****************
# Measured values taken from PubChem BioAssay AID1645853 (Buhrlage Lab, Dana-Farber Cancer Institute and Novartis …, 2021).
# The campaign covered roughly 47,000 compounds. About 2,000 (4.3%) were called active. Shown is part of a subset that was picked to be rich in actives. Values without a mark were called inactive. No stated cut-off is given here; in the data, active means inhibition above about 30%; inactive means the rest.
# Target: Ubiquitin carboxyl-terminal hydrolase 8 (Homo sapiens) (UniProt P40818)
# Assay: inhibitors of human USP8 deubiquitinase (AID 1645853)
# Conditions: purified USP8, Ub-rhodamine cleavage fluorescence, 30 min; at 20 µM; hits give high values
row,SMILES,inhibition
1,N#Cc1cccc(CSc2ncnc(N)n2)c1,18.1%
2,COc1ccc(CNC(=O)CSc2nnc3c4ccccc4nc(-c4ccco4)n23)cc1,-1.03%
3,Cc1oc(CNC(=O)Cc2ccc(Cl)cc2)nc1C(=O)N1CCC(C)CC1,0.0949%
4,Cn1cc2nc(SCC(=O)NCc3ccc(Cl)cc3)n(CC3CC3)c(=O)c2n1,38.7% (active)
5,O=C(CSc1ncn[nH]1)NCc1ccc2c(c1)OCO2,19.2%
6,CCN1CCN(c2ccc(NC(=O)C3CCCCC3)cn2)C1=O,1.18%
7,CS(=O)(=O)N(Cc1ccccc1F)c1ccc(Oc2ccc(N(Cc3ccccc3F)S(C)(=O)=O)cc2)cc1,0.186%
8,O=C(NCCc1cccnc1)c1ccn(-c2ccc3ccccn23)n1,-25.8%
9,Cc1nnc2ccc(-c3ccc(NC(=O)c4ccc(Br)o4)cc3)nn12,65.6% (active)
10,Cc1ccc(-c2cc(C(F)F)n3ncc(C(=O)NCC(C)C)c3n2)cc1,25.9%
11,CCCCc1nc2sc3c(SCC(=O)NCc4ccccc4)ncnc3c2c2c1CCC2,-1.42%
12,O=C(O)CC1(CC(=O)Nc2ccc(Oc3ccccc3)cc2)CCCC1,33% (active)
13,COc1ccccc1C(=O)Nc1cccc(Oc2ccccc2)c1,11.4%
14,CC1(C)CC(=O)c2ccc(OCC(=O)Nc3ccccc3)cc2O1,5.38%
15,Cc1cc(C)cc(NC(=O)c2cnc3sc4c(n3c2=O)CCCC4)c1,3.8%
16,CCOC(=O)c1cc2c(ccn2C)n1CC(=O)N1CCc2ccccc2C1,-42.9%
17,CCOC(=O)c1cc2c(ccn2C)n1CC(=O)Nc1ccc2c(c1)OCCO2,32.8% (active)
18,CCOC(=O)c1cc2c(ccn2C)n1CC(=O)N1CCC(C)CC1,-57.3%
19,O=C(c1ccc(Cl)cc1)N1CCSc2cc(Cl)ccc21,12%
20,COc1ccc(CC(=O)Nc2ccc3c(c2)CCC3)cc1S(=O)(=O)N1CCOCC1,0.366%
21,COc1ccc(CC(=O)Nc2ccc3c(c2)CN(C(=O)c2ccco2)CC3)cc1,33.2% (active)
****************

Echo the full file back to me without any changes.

# Measured values taken from PubChem BioAssay AID1645853 (Buhrlage Lab, Dana-Farber Cancer Institute and Novartis …, 2021).
# The campaign covered roughly 47,000 compounds. About 2,000 (4.3%) were called active. Shown is part of a subset that was picked to be rich in actives. Values without a mark were called inactive. No stated cut-off is given here; in the data, active means inhibition above about 30%; inactive means the rest.
# Target: Ubiquitin carboxyl-terminal hydrolase 8 (Homo sapiens) (UniProt P40818)
# Assay: inhibitors of human USP8 deubiquitinase (AID 1645853)
# Conditions: purified USP8, Ub-rhodamine cleavage fluorescence, 30 min; at 20 µM; hits give high values
row,SMILES,inhibition
1,N#Cc1cccc(CSc2ncnc(N)n2)c1,18.1%
2,COc1ccc(CNC(=O)CSc2nnc3c4ccccc4nc(-c4ccco4)n23)cc1,-1.03%
3,Cc1oc(CNC(=O)Cc2ccc(Cl)cc2)nc1C(=O)N1CCC(C)CC1,0.0949%
4,Cn1cc2nc(SCC(=O)NCc3ccc(Cl)cc3)n(CC3CC3)c(=O)c2n1,38.7% (active)
5,O=C(CSc1ncn[nH]1)NCc1ccc2c(c1)OCO2,19.2%
6,CCN1CCN(c2ccc(NC(=O)C3CCCCC3)cn2)C1=O,1.18%
7,CS(=O)(=O)N(Cc1ccccc1F)c1ccc(Oc2ccc(N(Cc3ccccc3F)S(C)(=O)=O)cc2)cc1,0.186%
8,O=C(NCCc1cccnc1)c1ccn(-c2ccc3ccccn23)n1,-25.8%
9,Cc1nnc2ccc(-c3ccc(NC(=O)c4ccc(Br)o4)cc3)nn12,65.6% (active)
10,Cc1ccc(-c2cc(C(F)F)n3ncc(C(=O)NCC(C)C)c3n2)cc1,25.9%
11,CCCCc1nc2sc3c(SCC(=O)NCc4ccccc4)ncnc3c2c2c1CCC2,-1.42%
12,O=C(O)CC1(CC(=O)Nc2ccc(Oc3ccccc3)cc2)CCCC1,33% (active)
13,COc1ccccc1C(=O)Nc1cccc(Oc2ccccc2)c1,11.4%
14,CC1(C)CC(=O)c2ccc(OCC(=O)Nc3ccccc3)cc2O1,5.38%
15,Cc1cc(C)cc(NC(=O)c2cnc3sc4c(n3c2=O)CCCC4)c1,3.8%
16,CCOC(=O)c1cc2c(ccn2C)n1CC(=O)N1CCc2ccccc2C1,-42.9%
17,CCOC(=O)c1cc2c(ccn2C)n1CC(=O)Nc1ccc2c(c1)OCCO2,32.8% (active)
18,CCOC(=O)c1cc2c(ccn2C)n1CC(=O)N1CCC(C)CC1,-57.3%
19,O=C(c1ccc(Cl)cc1)N1CCSc2cc(Cl)ccc21,12%
20,COc1ccc(CC(=O)Nc2ccc3c(c2)CCC3)cc1S(=O)(=O)N1CCOCC1,0.366%
21,COc1ccc(CC(=O)Nc2ccc3c(c2)CN(C(=O)c2ccco2)CC3)cc1,33.2% (active)